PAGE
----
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By Yin Wilczek
Fuel-card provider Comdata Inc. breached an agreement with truck service station operator TA Operating LLC by charging it higher fees to process fueling transactions, a Delaware state judge found.
Chancellor Andre Bouchard of the Delaware Chancery Court Sept. 11 ordered Comdata to pay damages that may total more than $6.8 million, according to the amount estimated by TA’s expert witness ( TA Operating LLC v. Comdata Inc. , Del. Ch., No. 12954-CB, 9/11/17 ).
However, the judge found that TA can’t pierce the corporate veil—look behind the corporate structure—to hold FleetCor Technologies Inc., which acquired Comdata in November 2014, liable for the breach.
The judge applied Tennessee law as required by the parties’ contract. The case provides further insight as to how courts in Delaware—which is home to more than half of all U.S. public companies—handle breach of contract cases that are controlled by the laws of other states.
Brentwood, Tenn.-based Comdata is one of the nation’s largest fuel card providers for the trucking industry. The company has a longstanding agreement with Westlake, Ohio-based TA—which operates truck service centers along America’s highways—in which TA accepts Comdata fuel cards and Comdata processes, and sometimes funds, transactions made at TA locations in exchange for transaction fees.
According to the court’s decision, Comdata is TA’s largest single processor of transactions, dealing with more than 40 percent, or about $2 billion, of TA’s diesel fuel transactions in 2016.
In 2010, after tough negotiations, TA and Comdata executed a new “merchant agreement” in which TA was able to significantly reduce the price increase proposed by Comdata and to retain an option to pay a flat fee for each transaction. The agreement could only be terminated for an unremediated “material breach.”
In 2011, Comdata approached TA with a proposal to implement a cardless fueling process, which it said would help combat fraudulent fuel transactions. The discussions led to a new agreement between the companies in which TA would implement the cardless process at its travel centers. At the same time, the companies also signed a new pact to extend their merchant agreement for another six years and to reduce the transaction fees TA had to pay Comdata.
In September 2016, Comdata sent TA a default notice saying that TA breached their cardless fueling agreement by failing to install the technology at its travel centers. Claiming that the cardless fueling agreement was the consideration for it to enter the amended merchant agreement, Comdata said it would terminate the merchant agreement unless TA cured the default within 30 days.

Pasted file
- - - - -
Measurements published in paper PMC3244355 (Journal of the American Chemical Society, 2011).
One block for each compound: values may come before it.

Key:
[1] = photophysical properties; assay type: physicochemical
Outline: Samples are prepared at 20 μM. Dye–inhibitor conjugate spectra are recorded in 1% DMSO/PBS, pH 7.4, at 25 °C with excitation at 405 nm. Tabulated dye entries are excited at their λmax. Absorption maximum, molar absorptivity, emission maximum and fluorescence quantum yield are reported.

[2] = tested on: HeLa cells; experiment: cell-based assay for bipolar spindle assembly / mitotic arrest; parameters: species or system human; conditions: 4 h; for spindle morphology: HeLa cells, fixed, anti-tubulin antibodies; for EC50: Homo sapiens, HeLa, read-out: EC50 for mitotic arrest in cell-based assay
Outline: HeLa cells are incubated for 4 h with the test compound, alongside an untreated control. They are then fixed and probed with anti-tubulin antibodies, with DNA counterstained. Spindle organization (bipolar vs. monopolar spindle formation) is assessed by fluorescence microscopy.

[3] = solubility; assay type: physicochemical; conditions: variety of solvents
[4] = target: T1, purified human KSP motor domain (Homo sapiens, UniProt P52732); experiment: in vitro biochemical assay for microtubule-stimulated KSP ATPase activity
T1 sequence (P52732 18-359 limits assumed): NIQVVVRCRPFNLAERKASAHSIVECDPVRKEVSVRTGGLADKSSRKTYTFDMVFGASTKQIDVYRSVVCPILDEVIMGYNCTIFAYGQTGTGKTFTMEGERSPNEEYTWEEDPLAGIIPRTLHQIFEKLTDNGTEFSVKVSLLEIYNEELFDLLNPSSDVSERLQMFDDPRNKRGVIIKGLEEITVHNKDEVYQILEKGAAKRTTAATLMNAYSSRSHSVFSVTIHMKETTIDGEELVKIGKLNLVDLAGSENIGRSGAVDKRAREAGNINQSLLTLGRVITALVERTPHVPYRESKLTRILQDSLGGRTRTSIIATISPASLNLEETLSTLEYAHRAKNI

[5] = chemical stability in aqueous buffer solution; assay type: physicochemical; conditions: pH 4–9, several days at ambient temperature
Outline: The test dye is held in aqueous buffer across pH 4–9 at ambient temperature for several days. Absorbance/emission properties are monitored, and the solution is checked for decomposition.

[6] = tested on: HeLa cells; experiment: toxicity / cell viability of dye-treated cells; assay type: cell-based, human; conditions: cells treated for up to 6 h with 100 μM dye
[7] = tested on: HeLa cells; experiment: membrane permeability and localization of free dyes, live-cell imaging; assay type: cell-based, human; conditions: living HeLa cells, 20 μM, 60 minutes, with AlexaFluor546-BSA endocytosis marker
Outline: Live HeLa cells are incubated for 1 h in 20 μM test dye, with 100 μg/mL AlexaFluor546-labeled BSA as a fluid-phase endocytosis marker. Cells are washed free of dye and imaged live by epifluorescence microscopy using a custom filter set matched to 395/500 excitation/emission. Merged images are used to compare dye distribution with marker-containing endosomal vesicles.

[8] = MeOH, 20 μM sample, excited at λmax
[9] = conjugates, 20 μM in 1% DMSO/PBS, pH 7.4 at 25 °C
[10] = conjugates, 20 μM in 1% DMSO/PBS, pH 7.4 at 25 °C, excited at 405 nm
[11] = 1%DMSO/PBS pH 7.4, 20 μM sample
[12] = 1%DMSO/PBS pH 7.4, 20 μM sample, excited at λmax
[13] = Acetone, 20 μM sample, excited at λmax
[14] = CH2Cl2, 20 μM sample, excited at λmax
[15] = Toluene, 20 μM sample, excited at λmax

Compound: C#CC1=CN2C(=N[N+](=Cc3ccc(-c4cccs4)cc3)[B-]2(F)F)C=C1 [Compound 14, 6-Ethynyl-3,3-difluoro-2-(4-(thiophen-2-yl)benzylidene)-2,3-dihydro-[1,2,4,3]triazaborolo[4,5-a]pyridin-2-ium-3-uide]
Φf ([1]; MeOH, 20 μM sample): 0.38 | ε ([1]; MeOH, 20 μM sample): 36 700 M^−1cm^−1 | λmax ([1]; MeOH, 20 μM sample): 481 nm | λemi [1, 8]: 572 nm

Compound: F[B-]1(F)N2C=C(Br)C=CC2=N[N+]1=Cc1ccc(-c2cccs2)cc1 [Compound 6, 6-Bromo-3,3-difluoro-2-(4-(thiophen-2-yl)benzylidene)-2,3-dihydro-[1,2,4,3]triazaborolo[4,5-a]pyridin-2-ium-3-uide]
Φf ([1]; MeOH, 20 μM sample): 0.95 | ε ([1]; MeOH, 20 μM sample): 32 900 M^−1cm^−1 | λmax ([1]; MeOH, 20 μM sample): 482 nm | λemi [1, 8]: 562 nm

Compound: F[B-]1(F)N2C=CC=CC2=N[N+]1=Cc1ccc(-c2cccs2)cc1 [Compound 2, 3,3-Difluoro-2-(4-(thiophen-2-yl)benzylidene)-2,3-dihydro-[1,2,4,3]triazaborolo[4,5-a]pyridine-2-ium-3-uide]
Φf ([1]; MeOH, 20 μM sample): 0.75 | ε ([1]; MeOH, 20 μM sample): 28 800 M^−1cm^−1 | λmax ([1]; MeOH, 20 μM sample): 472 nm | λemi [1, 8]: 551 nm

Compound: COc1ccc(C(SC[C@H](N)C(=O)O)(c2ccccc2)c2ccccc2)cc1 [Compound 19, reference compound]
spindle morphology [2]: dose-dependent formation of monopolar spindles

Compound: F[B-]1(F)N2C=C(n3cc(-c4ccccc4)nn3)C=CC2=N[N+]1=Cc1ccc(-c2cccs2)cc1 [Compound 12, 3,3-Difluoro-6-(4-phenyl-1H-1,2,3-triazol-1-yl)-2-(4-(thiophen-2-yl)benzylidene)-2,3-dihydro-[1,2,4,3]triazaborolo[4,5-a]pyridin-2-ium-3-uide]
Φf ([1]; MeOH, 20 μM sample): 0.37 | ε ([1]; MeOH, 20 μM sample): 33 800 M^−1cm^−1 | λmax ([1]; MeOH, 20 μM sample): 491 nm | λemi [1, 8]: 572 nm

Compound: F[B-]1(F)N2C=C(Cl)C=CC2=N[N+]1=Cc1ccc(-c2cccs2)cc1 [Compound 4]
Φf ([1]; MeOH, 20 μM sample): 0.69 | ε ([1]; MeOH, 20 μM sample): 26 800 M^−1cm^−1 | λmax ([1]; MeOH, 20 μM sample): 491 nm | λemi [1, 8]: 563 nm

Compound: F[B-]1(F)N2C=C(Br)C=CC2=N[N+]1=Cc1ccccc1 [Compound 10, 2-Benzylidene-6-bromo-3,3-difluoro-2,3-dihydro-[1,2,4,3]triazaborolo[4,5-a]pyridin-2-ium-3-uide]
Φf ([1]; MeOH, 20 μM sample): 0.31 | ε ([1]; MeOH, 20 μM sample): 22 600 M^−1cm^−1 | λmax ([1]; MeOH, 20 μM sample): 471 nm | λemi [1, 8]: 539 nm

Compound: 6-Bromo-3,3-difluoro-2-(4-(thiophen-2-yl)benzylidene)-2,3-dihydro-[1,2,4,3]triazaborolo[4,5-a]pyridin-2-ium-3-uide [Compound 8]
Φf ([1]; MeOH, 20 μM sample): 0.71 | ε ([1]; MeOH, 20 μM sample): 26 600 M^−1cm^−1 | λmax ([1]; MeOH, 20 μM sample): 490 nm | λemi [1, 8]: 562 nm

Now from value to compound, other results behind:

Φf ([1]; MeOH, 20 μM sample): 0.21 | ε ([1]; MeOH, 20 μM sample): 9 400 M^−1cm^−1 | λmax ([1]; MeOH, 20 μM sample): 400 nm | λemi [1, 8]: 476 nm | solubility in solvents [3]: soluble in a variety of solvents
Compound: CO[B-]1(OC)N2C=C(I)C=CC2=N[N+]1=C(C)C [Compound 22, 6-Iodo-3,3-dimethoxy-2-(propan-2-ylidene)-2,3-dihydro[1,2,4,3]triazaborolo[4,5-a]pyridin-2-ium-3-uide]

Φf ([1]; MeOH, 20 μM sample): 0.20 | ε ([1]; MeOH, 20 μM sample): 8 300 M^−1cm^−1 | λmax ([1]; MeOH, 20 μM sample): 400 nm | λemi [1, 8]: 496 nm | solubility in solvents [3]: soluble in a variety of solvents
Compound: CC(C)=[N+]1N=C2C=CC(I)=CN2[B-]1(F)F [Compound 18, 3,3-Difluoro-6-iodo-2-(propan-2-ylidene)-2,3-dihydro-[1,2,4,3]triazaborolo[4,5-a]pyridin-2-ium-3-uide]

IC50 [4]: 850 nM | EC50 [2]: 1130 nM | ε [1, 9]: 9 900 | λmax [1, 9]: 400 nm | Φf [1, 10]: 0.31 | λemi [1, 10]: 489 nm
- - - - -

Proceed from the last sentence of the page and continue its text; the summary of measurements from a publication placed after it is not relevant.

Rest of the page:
TA said the next month that it had installed the technology at 90 percent of its centers. Nonetheless, Comdata notified TA shortly after that it was terminating the amended merchant agreement. It also starting charging TA substantially higher transaction fees starting from Feb. 1 of this year.
The chancery court held a four-day trial during which it heard from six fact witnesses and one expert witness. The court concluded in its Sept. 11 ruling that TA didn’t materially breach its obligation in the cardless fueling implementation agreement. It also concluded that even if TA had committed a material breach, Comdata’s breach of the agreement by, among other actions, failing to share the necessary information so TA could complete the technology integration, excused TA’s failure to carry out its side of the bargain. Under Tennessee law, “Comdata was not entitled to terminate the merchant agreement, as amended,” Bouchard wrote.
The court held that TA is entitled to damages for the difference between what it paid under the February rates and what it should have paid under the amended merchant agreement. It said that TA’s expert witness estimated the damages at around $30,715 per day, excluding interest. Based on that estimate, Comdata’s damages to date would amount to more than $6.8 million. The court asked the parties to confer and quantify TA’s actual damages.
However, the court declined to award TA treble damages under the Tennessee Consumer Protection Act. It said that TA hadn’t shown deception or coercion that warranted such an award.
As to FleetCor’s liability, the court said that under both Tennessee and Delaware law, TA failed to prove the exceptional facts necessary for a court to go behind the corporate veil.
To contact the reporter on this story: Yin Wilczek in Washington at firstname.lastname@example.org
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